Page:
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The Original Delaney & Bonnie (Accept No Substitute) and To Bonnie From Delaney

Doug Collette By

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Delaney & Bonnie and Friends's best work functions as a primer on contemporary rock and roll, not to mention how the pair functioned as a catalyst to what's arguably the most prolific and productive instances of musical community that arose from the late Sixties and early Seventies. And even if the following two selections are the sole titles that have not yet been reissued in expanded form, the very fact these releases remain available on CD (on How High the Moon and Wounded Bird labels, respectively) is measurable testament to Delaney & Bonnie's abiding influence: they exist within a recording chronology including Home (Stax, 1969), a suitably authentic visit to Stax Studios in Memphis, the document of roadwork during which D&B's complementary attitude to collaboration crystallized On Tour with Eric Clapton (Atco, 1970 ) and Motel Shot (Atco, 1971), a largely acoustic work as spontaneously infectious as any of its predecessors, even if many of the players that appeared on the aforementioned concert piece had gone on to various and sundry other projects, many of which were issued within a few months of each other in the same year.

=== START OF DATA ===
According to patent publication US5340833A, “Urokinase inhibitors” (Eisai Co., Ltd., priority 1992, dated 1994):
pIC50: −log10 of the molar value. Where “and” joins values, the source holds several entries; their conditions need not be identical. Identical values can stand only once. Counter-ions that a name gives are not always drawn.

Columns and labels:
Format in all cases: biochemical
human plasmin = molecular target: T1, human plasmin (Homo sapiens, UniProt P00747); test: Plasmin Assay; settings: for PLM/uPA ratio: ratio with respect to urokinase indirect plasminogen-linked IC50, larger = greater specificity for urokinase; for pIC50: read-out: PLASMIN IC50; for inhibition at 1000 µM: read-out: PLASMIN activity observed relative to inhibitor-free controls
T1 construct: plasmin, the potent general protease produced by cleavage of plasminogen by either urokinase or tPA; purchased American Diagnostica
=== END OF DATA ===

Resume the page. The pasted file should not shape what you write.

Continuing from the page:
Still, referencing Joe Cocker's Mad Dogs & Englishmen (A&M, 1970), George Harrison's studio masterwork All Things Must Pass (Apple, 1970), Traffic co-founder Dave Mason's solo debut Alone Together (Blue Thumb, 1970) and Slowhand's work as Derek with the Dominos on the epic Layla and Other Assorted Love Songs (Atco, 1970) leaves out the essential contributions hornmen Jim Price and Bobby Keys added to pivotal entries in the discography of the The Rolling Stones, Sticky Fingers (Rolling Stones, 1971) and Exile on Main Street (Rolling Stones, 1972). Still, to state Delaney and Bonnie are more famous for their associations to other high-profile musicians than for work attributed to their own names is in keeping with the gracious humility by which they inspired the various players with whom they worked during their remarkably brief tenure together.

Delaney & Bonnie
The Original Delaney & Bonnie (Accept No Substitute)
Elektra Records
1969

Due in part to Delaney's sometimes self-defeating self-promotion, he and his spouse hopscotched from label to label with their work and this second stopover of four had as much logic and authenticity as its counterparts: Elektra was originally a folk-based label that turned visionary by signing the Doors and Love earlier in the Sixties decade during which D&B made it there (temporary) home. Not surprisingly recorded live in the studio, the uniform force of the rousing singing and playing, as with the duo's best collaborations, is all the more laudable given the individual names that are pictured here: the list includes multi-instrumentalist/composer/bandleader/producer Leon Russell, drummer Jim Keltner, whose reputation likewise already preceded him, as well as vocalist Rita Coolidge, upon whose connection with Delaney and Bonnie her solo success is based (see "Groupie (Superstar)." And, given the cross-pollination of the times, not to mention their subsequent collaboration on Motel Shot, it's well to wonder if this smoldering version of "Do Right Woman Do Right Man" is the source for the late cosmic cowboy Gram Parsons' decision to cover it on the first Flying Burrito Brothers album.